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How Fiber Affects Your Gut, Skin, and Health

How Fiber Affects Your Gut, Skin, and Health

Flat lay vegetables on white background food and diet concept by PvProdudctions on FreePik.comFlat lay vegetables on white background food and diet concept photo created by pvproductions -

We all have heard the word “fiber” thrown around and may know that it is generally good for us, but may not know the specifics of why. Statistics show that 95% of people don’t get enough fiber (men 38g/day, women 25g/day). Not only is it critical for everyday health, fiber and skin health are more closely connected than you would think. Below is a full look at the types of fiber, their benefits, how they play a role in skin health and where to find fiber in foods and/or supplements.

What is Fiber

Fiber is actually a carbohydrate found in plant foods that plays a critical role in our digestion and detoxification processes. Fiber can be broken down into two general categories: soluble and insoluble.

Soluble Fiber

Soluble fiber can be dissolved with water and become a gel-like substance wither several specific benefits:

  • Reduces hunger because it swells when in contact with water
  • Feeds the good gut bacteria
  • Supports the immune system
  • Stabilizes blood sugar levels through lower sugar and carbohydrate absorption
  • Lowers fat absorption often leading to weight loss

Insoluble Fiber

Insoluble fiber is usually found in the skins of fruits, in grains and nuts. This type of fiber cannot be absorbed by the body and has benefits of its own:

  • Prevents constipation
  • Binds to toxins and bile that need to be eliminated

How fiber benefits skin health

Increases absorption of nutrients and minerals

Collagen supplements, Vitamin C supplements and antioxidants have become staples in the diets of many to improve skin health. Unfortunately, many of these minerals and nutrients cannot be properly absorbed without adequate amounts of fiber. Ensuring you are consuming recommended amounts of fiber each day allows your body to absorb the maximum amount of any other nutrients you consume throughout the day.

Helps the body eliminate toxins

Each day our liver is working hard to eliminate the toxins our body is bombarded with through the foods we eat (pesticides, synthetic dyes, chemicals), the products we use in our home and on our bodies, and environmental toxins. Much of these toxins are caught up in the bile our liver produces which then binds to fiber and is excreted from the body.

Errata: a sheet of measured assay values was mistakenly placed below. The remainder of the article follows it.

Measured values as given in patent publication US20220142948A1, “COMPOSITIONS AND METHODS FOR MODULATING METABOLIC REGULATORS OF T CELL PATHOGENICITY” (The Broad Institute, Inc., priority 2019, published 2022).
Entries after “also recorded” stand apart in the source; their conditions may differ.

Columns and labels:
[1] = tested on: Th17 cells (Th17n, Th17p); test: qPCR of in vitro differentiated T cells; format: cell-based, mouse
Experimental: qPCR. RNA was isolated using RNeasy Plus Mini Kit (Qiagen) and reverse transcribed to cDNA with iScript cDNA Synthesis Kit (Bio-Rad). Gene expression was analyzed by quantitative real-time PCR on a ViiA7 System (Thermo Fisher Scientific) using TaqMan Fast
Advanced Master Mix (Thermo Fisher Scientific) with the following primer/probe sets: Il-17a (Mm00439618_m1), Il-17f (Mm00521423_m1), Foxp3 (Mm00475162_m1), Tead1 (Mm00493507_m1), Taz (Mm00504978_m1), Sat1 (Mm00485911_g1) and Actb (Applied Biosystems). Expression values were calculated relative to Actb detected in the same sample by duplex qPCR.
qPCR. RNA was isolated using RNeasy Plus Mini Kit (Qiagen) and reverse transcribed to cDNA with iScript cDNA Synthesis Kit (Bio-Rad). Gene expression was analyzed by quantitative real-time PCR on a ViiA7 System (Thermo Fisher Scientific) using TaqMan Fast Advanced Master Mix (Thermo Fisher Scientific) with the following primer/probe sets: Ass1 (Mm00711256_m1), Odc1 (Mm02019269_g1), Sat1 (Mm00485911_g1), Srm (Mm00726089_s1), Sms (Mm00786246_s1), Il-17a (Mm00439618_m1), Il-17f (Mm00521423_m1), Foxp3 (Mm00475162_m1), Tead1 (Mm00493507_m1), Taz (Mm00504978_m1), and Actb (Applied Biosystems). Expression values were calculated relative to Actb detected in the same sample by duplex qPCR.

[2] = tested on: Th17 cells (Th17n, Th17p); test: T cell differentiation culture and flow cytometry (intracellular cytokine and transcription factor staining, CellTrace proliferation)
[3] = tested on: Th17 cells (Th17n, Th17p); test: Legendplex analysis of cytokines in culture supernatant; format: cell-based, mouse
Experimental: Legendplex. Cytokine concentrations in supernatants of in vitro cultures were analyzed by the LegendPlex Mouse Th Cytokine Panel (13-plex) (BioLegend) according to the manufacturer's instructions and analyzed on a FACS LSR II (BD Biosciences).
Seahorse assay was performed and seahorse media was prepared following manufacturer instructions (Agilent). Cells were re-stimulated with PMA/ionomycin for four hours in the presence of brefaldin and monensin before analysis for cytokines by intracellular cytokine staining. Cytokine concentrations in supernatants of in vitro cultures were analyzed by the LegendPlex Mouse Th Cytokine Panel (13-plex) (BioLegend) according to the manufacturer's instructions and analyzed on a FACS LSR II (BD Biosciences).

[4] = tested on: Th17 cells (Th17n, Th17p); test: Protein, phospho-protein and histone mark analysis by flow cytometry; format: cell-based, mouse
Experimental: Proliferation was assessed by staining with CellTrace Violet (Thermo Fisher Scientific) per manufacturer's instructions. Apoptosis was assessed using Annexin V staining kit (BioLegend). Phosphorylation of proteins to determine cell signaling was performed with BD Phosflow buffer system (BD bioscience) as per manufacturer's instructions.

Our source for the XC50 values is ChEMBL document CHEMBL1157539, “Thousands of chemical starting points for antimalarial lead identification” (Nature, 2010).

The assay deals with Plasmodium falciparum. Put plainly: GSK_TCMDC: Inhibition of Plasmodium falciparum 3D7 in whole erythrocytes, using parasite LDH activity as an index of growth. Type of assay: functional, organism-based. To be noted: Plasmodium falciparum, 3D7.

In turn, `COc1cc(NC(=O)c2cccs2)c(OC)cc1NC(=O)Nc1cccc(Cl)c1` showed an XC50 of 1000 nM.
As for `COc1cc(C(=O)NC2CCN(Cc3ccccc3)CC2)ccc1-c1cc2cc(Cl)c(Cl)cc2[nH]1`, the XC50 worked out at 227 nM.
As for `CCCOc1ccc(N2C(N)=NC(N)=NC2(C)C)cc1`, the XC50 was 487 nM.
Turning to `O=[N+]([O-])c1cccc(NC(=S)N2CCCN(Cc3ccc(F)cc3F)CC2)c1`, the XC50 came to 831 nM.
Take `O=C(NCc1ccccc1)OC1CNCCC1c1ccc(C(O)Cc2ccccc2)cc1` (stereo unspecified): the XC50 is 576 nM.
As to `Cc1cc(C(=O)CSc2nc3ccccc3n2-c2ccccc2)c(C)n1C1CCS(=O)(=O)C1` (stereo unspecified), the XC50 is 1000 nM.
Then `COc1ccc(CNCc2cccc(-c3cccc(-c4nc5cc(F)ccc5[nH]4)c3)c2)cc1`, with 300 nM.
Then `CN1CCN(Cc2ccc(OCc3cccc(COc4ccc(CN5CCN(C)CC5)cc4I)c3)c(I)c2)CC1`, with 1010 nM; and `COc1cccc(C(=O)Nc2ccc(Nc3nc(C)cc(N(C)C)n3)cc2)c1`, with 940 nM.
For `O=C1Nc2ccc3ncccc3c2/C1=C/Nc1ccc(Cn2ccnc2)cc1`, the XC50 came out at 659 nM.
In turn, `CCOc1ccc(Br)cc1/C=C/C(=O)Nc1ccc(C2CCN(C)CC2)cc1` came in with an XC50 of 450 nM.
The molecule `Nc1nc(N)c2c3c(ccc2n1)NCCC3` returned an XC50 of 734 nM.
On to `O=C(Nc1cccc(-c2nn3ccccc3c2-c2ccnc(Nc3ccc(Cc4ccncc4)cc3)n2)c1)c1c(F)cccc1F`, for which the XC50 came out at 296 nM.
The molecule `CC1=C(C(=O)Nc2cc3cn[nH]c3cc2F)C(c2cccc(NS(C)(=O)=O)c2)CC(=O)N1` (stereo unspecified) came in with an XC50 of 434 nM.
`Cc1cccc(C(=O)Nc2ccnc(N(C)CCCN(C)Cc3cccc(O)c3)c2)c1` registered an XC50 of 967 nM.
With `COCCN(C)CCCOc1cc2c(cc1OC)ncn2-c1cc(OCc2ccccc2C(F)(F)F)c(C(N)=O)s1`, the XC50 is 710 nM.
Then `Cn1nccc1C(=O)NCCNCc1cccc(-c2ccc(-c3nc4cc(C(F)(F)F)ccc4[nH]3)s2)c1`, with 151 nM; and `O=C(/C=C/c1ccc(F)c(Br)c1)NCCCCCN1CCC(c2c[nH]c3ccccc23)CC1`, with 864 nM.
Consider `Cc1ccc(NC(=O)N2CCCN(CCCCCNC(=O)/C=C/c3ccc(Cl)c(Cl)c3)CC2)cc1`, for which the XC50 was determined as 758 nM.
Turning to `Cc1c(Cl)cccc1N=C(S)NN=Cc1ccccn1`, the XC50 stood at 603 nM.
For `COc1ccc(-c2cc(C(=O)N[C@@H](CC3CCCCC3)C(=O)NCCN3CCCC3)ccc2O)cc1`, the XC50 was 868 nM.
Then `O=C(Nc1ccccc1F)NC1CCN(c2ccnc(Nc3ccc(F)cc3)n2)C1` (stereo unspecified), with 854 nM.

Without enough fiber, however, this bile is reabsorbed into the body increasing our toxic load and systemic inflammation. Inflammation is a major factor in numerous skin concerns including acne, psoriasis and eczema. Proper fiber intake aids the body in eliminating toxic bile and keeping inflammation under control.

Supports Gut Health

Fiber feeds the good bacteria in our bodies which helps prevent the overgrowth of bad bacteria which can lead to inflammation, candida, SIBO, etc. The increase in good bacteria leads to a host of benefits including a strengthened immune system, reduced inflammation, and reduced oxidative stress.

Whole-Food Sources of Fiber

  • cooked navy beans (1/2 cup contains 9.5 g)
  • 100 percent ready-to-eat bran (1/2 cup contains 8.8 g)
  • canned kidney beans (1/2 cup contains 8.2 g)
  • cooked split peas (1/2 cup contains 8.1 g)
  • cooked lentils (1/2 cup contains 7.8 g)
  • cooked pinto/black beans (1/2 cup contains 7.8/7.5 g)
  • cooked artichoke (one whole artichoke contains 6.5 g)
  • cooked white beans/chickpeas/great northern beans (1/2 cup contains 6.3-6.2 g)
  • mature soybeans (1/2 cup cooked contains 5.2 g)
  • plain rye wafers or crackers (2 crackers contain 5.0 g)
  • baked sweet potato with the peel (1 medium potato contains 4.8 g)
  • raw pear or Asian pear (1 small pear contains 4.3-4.4 g)
  • cooked green peas (1/2 cup contains 4.4 g)
  • whole wheat English muffin/bread (1 muffin or 2 slices contains 4.4 g)
  • cooked bulgur wheat (1/2 cup contains 4.1 g)
  • raw raspberries (1/2 cup contains 4.0 g)
  • boiled sweet potato without the peel (1 medium potato contains 3.9 g)
  • baked potato with the peel (1 medium potato contains 3.8 g)
  • stewed prunes (1/2 cup contains 3.8 g)
  • dried figs or dates (1/2 cup contains 3.7-3.8 g)
  • raw oat bran (1/2 cup contains 3.6 g)
  • canned pumpkin (1/2 cup contains 3.6 g)
  • cooked spinach (1/2 cup contains 3.5 g)
  • shredded ready-to-eat wheat cereals (1 ounce contains 2.8-3.4 g)
  • raw almonds (1 oz. contains 3.3 g)
  • raw apple with the skin (1 medium apple includes 3.3 g)
  • cooked whole wheat spaghetti (1/2 cup contains 3.1 g)
  • raw banana or orange (1 fruit contains 3.1 g)